On Oct. 16, 1968, American sprinters Tommie Smith and John Carlos raised black-gloved fists during the national anthem to protest racial inequality.
“In 1968, the United States was verging on chaos,” writes David Davis in the Los Angeles Times. “As the Vietnam War raged in Asia, the civil rights movement raged in America’s cities. Assassins’ bullets felled Martin Luther King Jr. and Robert F. Kennedy.”
African-American college athletes Tommie Smith and John Carlos were keenly aware of the unprecedented change sweeping the country. While at San Jose State University, the two met Harry Edwards, a sociologist and teacher at the school, who initially urged all African-American athletes to boycott the 1968 Mexico City Olympics to protest the slow progress of the civil rights movement. When the boycott failed to gain support, the decision to protest was left to individual athletes, and Carlos and Smith took up the charge.
Smith and Carlos finished first and third, respectively, in the 200-meter Olympic final. Smith set a world record, finishing in 19.83 seconds. They decided that they would use the medal ceremony to make a gesture on American racism.
The two removed their shoes and wore black socks to signify black poverty; Smith wore a black scarf and Carlos wore beads to signify lynchings. They had each planned to wear black gloves to represent black power and unity, but Carlos forgot his pair in the Olympic Village. Australian Peter Norman, the second place finisher, suggested that each man wear a single glove. Norman agreed to wear a Olympic Project for Human Rights badge, demonstrating his support for the protest.
As “The Star-Spangled Banner” played, Smith and Carlos raised their gloved fists. “Any resemblance to Lady Liberty lifting her torch was ironic, for Smith and Carlos were taking U.S. society to task for having failed to extend liberty and justice to all,” writes Kenny Moore in Sports Illustrated.
Reactions: Condemnation and Admiration
Sources in this Story
- Los Angeles Times: Two runners, once united with Olympic gesture, are now divided
- Sports Illustrated: A Courageous Stand
- Time: The Olympics: Black Complaint
- The BBC: 1968: Black athletes make silent protest
- The Times of London: Caught in Time: Black Power salute, Mexico, 1968
- The New York Times: Vilified to Glorified: Olympic Redux
The initial reaction to Smith and Carlos gesture was highly negative. “The stadium rocked with boos and cat-calls and some of the spectators made thumbs-down gestures as they would to a Mexican matador preparing for the kill,” wrote The Associated Press’ Will Grimsley, who called their gesture a “Nazi-like salute.”
Time called it a “public display of petulance that sparked one of the most unpleasant controversies in Olympic history and turned the high drama of the games into theater of the absurd.”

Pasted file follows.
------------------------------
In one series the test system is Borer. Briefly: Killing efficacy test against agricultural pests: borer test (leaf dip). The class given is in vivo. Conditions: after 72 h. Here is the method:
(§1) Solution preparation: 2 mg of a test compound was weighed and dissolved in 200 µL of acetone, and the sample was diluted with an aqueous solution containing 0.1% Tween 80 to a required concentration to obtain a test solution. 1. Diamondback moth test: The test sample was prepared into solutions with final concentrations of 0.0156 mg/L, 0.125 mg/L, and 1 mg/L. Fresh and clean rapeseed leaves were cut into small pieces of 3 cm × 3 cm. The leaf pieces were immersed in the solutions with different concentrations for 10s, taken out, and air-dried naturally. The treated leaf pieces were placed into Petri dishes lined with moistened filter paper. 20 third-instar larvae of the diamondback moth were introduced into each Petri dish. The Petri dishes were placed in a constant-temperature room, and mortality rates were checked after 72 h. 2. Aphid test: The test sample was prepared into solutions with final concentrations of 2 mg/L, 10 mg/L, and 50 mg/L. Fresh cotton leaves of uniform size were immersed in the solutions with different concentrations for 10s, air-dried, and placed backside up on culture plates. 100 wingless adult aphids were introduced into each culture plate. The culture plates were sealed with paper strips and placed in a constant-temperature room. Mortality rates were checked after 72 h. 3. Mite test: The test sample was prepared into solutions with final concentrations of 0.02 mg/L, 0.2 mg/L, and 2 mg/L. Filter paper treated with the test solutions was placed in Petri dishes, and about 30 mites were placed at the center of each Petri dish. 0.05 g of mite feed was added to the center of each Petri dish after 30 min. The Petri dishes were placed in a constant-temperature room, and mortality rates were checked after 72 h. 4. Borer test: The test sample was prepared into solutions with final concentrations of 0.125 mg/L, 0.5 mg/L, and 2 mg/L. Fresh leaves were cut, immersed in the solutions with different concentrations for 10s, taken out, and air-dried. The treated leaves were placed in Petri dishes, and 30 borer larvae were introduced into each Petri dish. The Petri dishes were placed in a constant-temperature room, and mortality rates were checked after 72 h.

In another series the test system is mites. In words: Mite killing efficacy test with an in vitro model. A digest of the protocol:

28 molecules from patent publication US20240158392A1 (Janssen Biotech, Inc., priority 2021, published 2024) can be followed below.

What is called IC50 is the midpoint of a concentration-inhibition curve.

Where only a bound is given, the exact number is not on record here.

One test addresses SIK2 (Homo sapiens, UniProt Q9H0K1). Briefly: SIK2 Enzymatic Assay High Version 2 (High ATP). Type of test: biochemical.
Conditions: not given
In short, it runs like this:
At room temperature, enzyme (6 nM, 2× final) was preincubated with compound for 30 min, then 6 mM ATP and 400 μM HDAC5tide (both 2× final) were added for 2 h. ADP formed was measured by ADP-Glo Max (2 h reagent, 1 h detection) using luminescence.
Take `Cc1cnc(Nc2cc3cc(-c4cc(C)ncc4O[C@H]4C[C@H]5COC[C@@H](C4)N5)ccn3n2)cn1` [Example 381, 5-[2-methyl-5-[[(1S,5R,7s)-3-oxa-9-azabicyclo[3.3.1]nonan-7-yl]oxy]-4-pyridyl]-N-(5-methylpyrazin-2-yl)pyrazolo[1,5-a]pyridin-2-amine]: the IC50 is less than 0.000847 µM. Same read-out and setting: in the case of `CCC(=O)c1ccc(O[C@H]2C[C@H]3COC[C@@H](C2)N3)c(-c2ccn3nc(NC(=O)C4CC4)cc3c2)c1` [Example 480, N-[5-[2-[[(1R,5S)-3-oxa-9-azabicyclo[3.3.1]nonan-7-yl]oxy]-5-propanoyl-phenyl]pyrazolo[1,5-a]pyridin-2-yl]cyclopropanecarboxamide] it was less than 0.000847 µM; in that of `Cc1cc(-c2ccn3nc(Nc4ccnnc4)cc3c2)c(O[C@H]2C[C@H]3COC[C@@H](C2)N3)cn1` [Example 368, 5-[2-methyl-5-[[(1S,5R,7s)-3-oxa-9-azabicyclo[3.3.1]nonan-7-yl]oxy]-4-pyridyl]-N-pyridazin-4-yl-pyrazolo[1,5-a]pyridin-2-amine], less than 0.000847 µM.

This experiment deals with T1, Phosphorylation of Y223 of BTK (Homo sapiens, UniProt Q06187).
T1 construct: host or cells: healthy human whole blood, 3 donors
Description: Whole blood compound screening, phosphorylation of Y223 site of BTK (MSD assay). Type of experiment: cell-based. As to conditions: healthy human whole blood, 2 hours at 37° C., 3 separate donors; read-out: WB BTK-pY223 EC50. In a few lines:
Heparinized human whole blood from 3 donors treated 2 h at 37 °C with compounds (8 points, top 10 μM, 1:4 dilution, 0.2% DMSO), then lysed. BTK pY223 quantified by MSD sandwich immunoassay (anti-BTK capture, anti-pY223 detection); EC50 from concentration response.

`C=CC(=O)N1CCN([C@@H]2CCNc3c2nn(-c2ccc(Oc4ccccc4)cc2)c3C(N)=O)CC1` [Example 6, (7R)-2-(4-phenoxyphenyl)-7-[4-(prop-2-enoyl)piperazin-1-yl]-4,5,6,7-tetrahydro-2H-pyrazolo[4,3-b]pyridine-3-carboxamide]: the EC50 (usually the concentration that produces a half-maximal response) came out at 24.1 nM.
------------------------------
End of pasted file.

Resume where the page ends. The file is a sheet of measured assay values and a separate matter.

Within hours the International Olympic Committee had flatly condemned their political statement, with an IOC spokesperson calling it “a deliberate and violent breach of the fundamental principles of the Olympic spirit.” It ordered the U.S. Olympic Committee to expel Smith and Carlos under the threat of expelling all U.S. athletes; the USOC complied.
The black community saw Smith and Carlos as heroes. Their fellow Olympic athletes were divided. American decathlete Bill Toomey said the Olympics weren’t a place for political protest, but British runner John Wetton remarked, “We all thought it was a bloody good show. It's bully that these blokes had nerve enough to express their feelings.”
In the four decades since their gesture, Smith and Carlos have come to be regarded as heroes by a majority of the American population. In 2005, San Jose State honored them with a statue on campus.
“Smith and Carlos made one of the most courageous and enduring acts of sports demonstration in my lifetime, possibly in modern athletic history,” writes William C. Rhoden in The New York Times. “The act was a profound gesture against oppression.”
Life After the Olympics
Life after the Olympics was difficult for Smith and Carlos, who have become estranged. They faced death threats and racial abuse upon their return to the U.S., and had financial difficulties as they struggled to find careers. Carlos’ wife committed suicide in 1977, in part because of the abuse and financial distress.
Norman also had difficulties following his participation in the gesture. The Australian Olympic Committee snubbed him for the 1972 Olympics, and he suffered through depression, alcoholism and a painkiller addiction after his career was over. He was one of the few Australian medal winners not to be asked to appear at the 2000 Sydney Olympics. He died in 2006 of a heart attack; Smith and Carlos served as pallbearers at his funeral.
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